Which Joe gave his name to ‘sloppy joes’? We look at five interesting sandwiches and their lexical origins.
A substance which forms a gel in the presence of water, examples of which are used in surgical dressings and in various industrial applications.
- ‘This absorptive layer is made of material other than an alginate, foam, hydrocolloid, or hydrogel.’
- ‘Like hydrogels, hydrocolloids can absorb minimal to moderate amounts of drainage.’
- ‘Treatment with moisture-retentive dressings consisted of either a hydrocolloid, an alginate, or sterile gauze.’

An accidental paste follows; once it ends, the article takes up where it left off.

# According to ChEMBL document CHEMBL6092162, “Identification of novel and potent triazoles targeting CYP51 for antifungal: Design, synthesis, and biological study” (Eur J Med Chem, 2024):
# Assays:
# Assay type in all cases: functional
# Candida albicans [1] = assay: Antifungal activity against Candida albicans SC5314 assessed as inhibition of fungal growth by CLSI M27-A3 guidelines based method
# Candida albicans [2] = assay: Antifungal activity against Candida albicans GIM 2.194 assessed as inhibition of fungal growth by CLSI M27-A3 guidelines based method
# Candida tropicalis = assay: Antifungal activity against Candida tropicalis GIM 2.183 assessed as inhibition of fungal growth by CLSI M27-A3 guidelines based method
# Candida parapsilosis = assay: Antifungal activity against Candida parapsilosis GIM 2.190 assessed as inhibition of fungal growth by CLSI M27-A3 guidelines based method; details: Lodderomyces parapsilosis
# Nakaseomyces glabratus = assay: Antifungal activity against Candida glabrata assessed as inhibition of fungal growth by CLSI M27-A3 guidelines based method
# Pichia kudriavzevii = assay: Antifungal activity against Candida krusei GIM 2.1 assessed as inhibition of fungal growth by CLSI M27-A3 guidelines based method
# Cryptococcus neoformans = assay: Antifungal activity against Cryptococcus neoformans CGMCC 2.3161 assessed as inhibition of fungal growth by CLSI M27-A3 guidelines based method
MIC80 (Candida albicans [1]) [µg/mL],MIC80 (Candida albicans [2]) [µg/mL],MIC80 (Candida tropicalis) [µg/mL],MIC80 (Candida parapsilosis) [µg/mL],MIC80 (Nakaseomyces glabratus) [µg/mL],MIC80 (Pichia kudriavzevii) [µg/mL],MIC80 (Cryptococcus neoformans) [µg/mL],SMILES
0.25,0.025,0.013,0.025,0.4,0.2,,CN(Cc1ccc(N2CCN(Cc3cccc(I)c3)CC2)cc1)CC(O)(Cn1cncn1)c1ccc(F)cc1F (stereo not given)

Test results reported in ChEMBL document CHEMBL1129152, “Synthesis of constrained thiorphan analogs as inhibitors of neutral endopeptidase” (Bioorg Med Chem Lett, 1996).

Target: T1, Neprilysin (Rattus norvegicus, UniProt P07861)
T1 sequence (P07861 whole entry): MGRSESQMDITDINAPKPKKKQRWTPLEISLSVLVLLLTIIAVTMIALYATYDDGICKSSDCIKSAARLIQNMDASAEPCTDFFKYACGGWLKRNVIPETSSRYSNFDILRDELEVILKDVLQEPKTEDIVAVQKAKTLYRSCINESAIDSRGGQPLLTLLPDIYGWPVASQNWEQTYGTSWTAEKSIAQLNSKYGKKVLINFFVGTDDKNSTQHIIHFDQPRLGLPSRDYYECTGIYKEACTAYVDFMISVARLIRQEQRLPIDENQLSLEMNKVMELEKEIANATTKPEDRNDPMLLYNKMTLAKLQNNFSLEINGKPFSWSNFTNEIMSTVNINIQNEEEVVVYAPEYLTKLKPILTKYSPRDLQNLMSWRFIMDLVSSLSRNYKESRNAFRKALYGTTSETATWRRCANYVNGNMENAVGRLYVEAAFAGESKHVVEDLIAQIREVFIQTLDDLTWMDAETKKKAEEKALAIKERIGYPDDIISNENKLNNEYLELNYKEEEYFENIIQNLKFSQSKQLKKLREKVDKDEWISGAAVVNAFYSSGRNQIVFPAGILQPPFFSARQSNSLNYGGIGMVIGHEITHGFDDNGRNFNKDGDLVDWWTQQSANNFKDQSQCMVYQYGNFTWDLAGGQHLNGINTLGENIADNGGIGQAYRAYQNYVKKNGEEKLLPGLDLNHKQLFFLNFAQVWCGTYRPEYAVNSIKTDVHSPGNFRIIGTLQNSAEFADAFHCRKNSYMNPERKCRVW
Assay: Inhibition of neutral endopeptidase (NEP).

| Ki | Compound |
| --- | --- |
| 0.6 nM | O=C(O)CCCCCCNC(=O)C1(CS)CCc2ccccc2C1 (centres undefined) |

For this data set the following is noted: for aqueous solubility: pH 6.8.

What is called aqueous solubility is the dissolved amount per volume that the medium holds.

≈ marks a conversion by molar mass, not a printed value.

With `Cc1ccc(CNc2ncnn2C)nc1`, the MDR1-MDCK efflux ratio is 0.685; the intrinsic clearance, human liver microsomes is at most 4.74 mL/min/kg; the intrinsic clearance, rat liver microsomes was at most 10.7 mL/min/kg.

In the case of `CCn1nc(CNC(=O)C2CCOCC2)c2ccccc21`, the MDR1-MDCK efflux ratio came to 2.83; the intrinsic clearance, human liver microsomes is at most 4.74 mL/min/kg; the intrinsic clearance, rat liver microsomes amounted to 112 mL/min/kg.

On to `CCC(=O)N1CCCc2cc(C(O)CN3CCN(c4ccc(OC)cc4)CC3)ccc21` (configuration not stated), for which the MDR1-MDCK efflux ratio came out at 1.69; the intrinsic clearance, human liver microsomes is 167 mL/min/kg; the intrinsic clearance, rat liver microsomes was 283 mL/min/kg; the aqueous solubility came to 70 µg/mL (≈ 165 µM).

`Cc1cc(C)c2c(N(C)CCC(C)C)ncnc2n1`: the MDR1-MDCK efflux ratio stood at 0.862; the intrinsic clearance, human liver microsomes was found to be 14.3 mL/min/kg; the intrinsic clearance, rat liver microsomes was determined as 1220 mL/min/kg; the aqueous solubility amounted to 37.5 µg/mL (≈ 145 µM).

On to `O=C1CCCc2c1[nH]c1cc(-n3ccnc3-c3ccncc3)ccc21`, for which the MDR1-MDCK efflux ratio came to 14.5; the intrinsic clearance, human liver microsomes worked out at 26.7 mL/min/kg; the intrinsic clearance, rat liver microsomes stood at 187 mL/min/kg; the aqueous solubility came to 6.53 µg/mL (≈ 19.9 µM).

- ‘Silver dressings are available as foams, hydrocolloids, barrier layers, and charcoal cloth dressings.’
- ‘These hydrocolloids are chosen for their resistance to harsh processing conditions and their ability to withstand freeze/thaw cycling.’
We take a look at several popular, though confusing, punctuation marks.
From Afghanistan to Zimbabwe, discover surprising and intriguing language facts from around the globe.
The definitions of ‘buddy’ and ‘bro’ in the OED have recently been revised. We explore their history and increase in popularity.